Section 800.114[5] states that the Equal Pay Act was intended to cover both situations where male employees are replaced by females and where both sexes perform the same work concurrently and interchangeably. This interpretation of the Act by the Administrator is an affirmative declaration of practices violative of the Act. It cannot be read as limiting the coverage of the Act without disregarding the plain implications of the Equal Pay Act itself, as construed by the courts.

The wage rate discrimination at which the Equal Pay Act is aimed arises when substantially equal jobs are performed by male and female employees; the jobs need not be identical but only substantially equal. Shultz v. Wheaton Glass Co., supra, p. 265; Shultz v. American Can Co.-Dixie Products, 424 F.2d 356, 360-361 (8th Cir. 1970) and Hodgson v. Brookhaven General Hospital, 436 F.2d 719 (5th Cir. 1970). The test for ascertaining whether the jobs are substantially equal is that prescribed by the statute as judicially interpreted, viz., whether they involve substantially equal skill, effort and responsibility. If they do, wage discrimination based upon sex is prohibited unless the discrimination is based upon one of the exceptions stated in § 6(d) (1) of the Act.

When properly read, the cases of Wirtz v. Muskogee Jones Store Co., 293 F. Supp. 1034 (E.D.Okl.1968) or Shultz v. Kentucky Baptist Hospital, 62 CCH Lab.Cas. 44,117 (W.D.Ky.1969) do not hold, as defendants argue, that no violation of the Equal Pay Act can exist if the jobs performed by male employees cannot be reasonably performed by female employees, or vice versa. The act has no such meaning.

2) Pay Differential

Greenbank employs salesmen and sales-ladies who work regularly forty hours a week or more and salesmen and sales-ladies who perform their duties on a sporadic basis and work less than forty hours per week. The former are referred to as full-time and the latter as part-time employees. The full- and part-time sales employees in the men's department have always been exclusively male, and the full- and part-time sales employees in the ladies' department have always been exclusively female. When Greenbank opened in September 1962, it employed the following sales personnel: two full-time females, fifteen part-time females, four full-time males, and twelve part-time males. By January 1963, the *1271 number of full-time sales personnel was reduced to two: one man and one woman. It has since remained at that figure.

The number of part-time sales personnel was pared down gradually during 1962 and 1963. It has since varied between two and five part-time salesmen and two and five part-time saleswomen, depending on the season.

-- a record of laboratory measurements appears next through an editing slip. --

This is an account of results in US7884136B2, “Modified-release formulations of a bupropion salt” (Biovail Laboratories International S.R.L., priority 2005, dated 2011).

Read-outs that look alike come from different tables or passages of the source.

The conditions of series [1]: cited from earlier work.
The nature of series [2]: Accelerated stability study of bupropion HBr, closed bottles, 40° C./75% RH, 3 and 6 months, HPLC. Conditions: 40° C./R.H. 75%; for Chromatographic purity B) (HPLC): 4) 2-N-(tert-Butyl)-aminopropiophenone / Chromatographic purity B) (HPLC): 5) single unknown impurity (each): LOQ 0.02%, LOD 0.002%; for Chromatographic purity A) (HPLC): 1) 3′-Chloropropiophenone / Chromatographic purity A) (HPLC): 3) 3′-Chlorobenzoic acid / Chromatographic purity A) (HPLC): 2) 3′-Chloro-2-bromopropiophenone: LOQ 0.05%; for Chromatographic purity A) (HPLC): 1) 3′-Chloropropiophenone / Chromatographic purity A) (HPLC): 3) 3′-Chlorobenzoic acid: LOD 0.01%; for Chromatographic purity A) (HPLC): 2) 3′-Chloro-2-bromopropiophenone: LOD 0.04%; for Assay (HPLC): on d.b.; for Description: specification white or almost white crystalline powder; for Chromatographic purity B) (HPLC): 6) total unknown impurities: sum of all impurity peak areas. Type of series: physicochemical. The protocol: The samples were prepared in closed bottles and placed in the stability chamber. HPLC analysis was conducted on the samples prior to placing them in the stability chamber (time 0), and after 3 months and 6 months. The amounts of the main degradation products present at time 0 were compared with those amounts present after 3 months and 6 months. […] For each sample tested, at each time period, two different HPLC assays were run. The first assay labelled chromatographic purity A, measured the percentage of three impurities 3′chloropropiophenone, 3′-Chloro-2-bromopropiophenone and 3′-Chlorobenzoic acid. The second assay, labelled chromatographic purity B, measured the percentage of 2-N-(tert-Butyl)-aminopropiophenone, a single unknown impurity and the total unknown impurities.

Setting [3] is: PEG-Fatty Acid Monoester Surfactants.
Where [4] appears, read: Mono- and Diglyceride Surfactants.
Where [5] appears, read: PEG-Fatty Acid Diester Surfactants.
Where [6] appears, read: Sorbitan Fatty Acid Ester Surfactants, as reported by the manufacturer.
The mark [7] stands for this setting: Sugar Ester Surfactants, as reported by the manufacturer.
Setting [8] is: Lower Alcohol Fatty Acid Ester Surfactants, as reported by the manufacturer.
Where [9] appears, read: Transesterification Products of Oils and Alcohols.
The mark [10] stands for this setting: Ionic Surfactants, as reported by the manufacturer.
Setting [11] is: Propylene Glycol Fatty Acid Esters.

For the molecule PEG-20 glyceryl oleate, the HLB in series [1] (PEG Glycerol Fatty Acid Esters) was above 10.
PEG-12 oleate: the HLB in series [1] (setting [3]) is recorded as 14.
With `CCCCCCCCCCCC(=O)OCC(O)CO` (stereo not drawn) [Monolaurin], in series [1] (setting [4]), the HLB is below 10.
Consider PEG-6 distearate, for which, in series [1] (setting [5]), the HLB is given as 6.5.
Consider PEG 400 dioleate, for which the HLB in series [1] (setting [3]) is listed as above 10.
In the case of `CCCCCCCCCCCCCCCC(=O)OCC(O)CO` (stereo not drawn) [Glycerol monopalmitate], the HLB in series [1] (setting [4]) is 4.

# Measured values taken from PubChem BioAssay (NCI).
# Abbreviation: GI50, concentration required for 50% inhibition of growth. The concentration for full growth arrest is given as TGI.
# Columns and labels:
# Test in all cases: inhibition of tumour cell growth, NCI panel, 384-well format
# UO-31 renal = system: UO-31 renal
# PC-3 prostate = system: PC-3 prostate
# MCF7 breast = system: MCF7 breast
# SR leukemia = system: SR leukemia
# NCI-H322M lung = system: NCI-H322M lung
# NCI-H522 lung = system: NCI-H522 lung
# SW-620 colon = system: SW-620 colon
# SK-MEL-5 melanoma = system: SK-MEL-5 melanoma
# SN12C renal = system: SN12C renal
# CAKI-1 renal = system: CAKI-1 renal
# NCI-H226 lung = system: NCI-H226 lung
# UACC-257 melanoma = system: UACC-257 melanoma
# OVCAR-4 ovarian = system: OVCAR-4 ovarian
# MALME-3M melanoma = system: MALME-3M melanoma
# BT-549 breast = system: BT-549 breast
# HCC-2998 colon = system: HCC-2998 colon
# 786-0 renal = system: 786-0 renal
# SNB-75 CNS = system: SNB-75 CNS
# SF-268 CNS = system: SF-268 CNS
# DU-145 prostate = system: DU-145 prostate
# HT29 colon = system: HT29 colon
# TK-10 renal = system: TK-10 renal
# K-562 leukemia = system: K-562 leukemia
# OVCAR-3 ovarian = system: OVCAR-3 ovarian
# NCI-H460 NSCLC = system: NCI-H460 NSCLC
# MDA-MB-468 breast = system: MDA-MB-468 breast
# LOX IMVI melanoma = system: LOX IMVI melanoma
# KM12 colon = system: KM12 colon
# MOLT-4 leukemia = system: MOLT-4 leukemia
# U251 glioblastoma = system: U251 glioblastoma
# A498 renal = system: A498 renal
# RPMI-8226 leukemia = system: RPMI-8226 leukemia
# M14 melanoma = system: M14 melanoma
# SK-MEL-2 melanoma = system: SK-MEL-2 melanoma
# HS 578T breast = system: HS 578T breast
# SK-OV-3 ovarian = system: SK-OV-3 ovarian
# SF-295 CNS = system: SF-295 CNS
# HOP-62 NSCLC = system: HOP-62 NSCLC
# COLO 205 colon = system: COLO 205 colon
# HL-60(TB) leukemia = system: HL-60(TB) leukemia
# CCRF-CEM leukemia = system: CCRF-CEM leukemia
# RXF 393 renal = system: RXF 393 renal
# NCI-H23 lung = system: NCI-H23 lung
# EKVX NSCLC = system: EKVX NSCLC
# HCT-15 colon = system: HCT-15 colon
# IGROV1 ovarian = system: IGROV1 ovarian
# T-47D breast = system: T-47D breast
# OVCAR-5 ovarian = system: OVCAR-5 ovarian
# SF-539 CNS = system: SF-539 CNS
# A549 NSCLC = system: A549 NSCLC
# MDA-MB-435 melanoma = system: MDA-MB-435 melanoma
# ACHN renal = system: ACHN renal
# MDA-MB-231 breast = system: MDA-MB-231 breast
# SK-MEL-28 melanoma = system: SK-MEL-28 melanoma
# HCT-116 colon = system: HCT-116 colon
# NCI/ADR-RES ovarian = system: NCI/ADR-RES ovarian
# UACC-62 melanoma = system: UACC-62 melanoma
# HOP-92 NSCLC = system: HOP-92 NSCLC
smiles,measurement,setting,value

At all times from the passage of the Act, the starting salaries for full-time salesmen at Greenbank have ranged between 21% and 55% higher than starting salaries for full-time saleswomen. The starting wage rate for part-time salesmen has likewise varied between 3% and 35% higher than that paid part-time saleswomen. See following Table 1:

                                        Table 1Starting[6]
                         Full-Time (per week)               Part-Time (per hour)
                                     % by which                         % by which
                        M      F     M exceeds F        M        F      M exceeds F
    9/5/62-8/30/64     $65    $42       55%           $1.42    $1.05      35%
    8/31/64-9/2/65      67     46       46%            1.47     1.15      28%
    9/3/65-1/31/67      67     50       34%            1.47     1.25      18%
    2/1/67-4/13/70      67     50       34%            1.47     1.25      18%
    4/13/70             75     62       21%            1.55     1.50       3%

After the commencement of their employment, progressive increases were given to both male and female personnel, part-time and full-time, at specified intervals. These increases reflected compensation differentials which favored salesmen over saleswomen, and ranged from 35% to 52% in the case of full-time personnel and between 16% and 34% for part-time personnel. See following Tables 2 and 3.[7]

                              Table 26 Months After Starting
                              Full Time (per week)               Part-Time (per hour)
                                        % by which                      % by which
                          M       F     M exceeds F     M        F      M exceeds F
   9/5/62-8/30/64        $67     $44       52%        $1.47     $1.10      34%
   8/31/64-9/2/65         70      48       46%         1.52      1.20      27%
   9/3/65-1/31/67         70      52       35%         1.52      1.30      17%
                              Table 31 Year After Starting
                              Full-Time (per week)          Part-Time (per hour)
                                        % by which                      % by which
                          M       F     M exceeds F     M        F      M exceeds F
   9/5/62-8/30/64        $71     $48       48%         $1.57    $1.20       30%
   8/31/64-9/2/65         73      50       46%          1.57     1.25       26%
   9/3/65-1/31/67         73      54       35%          1.57     1.35       16%

The progression schedules were eliminated effective February 1, 1967 and defendants began a program of periodic merit increases in sales personnel salary and wage rates based on the recommendation of the store manager. He would base his recommendation on the employee's performance, length of service, attitude, absenteeism, time since last increase and economic factors.